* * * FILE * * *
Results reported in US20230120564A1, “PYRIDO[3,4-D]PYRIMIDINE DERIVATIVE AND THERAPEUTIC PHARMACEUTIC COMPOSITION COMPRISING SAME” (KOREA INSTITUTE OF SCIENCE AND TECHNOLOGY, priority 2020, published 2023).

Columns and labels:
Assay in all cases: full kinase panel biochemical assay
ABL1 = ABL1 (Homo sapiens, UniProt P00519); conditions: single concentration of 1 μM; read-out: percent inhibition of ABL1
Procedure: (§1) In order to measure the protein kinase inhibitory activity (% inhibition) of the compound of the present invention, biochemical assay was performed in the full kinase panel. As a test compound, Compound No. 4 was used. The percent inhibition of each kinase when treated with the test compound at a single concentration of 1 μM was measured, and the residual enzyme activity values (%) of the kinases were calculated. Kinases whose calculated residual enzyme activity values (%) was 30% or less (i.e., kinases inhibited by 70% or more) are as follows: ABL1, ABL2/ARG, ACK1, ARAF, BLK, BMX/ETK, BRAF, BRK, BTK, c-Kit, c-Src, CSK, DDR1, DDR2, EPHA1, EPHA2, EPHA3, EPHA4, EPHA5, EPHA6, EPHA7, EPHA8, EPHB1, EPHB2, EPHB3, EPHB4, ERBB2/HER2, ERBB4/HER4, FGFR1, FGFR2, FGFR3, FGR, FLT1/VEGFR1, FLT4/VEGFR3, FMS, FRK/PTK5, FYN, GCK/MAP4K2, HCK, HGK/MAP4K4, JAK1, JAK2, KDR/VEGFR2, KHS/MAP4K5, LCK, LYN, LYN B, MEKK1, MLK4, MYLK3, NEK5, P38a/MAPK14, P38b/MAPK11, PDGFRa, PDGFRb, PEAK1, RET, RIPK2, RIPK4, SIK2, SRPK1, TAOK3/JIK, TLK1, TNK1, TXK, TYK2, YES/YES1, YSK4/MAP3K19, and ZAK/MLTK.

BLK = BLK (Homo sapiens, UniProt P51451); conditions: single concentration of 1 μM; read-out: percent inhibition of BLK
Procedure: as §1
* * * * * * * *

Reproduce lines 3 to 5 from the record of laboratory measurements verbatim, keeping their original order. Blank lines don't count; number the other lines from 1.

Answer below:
Assay in all cases: full kinase panel biochemical assay
ABL1 = ABL1 (Homo sapiens, UniProt P00519); conditions: single concentration of 1 μM; read-out: percent inhibition of ABL1
Procedure: (§1) In order to measure the protein kinase inhibitory activity (% inhibition) of the compound of the present invention, biochemical assay was performed in the full kinase panel. As a test compound, Compound No. 4 was used. The percent inhibition of each kinase when treated with the test compound at a single concentration of 1 μM was measured, and the residual enzyme activity values (%) of the kinases were calculated. Kinases whose calculated residual enzyme activity values (%) was 30% or less (i.e., kinases inhibited by 70% or more) are as follows: ABL1, ABL2/ARG, ACK1, ARAF, BLK, BMX/ETK, BRAF, BRK, BTK, c-Kit, c-Src, CSK, DDR1, DDR2, EPHA1, EPHA2, EPHA3, EPHA4, EPHA5, EPHA6, EPHA7, EPHA8, EPHB1, EPHB2, EPHB3, EPHB4, ERBB2/HER2, ERBB4/HER4, FGFR1, FGFR2, FGFR3, FGR, FLT1/VEGFR1, FLT4/VEGFR3, FMS, FRK/PTK5, FYN, GCK/MAP4K2, HCK, HGK/MAP4K4, JAK1, JAK2, KDR/VEGFR2, KHS/MAP4K5, LCK, LYN, LYN B, MEKK1, MLK4, MYLK3, NEK5, P38a/MAPK14, P38b/MAPK11, PDGFRa, PDGFRb, PEAK1, RET, RIPK2, RIPK4, SIK2, SRPK1, TAOK3/JIK, TLK1, TNK1, TXK, TYK2, YES/YES1, YSK4/MAP3K19, and ZAK/MLTK.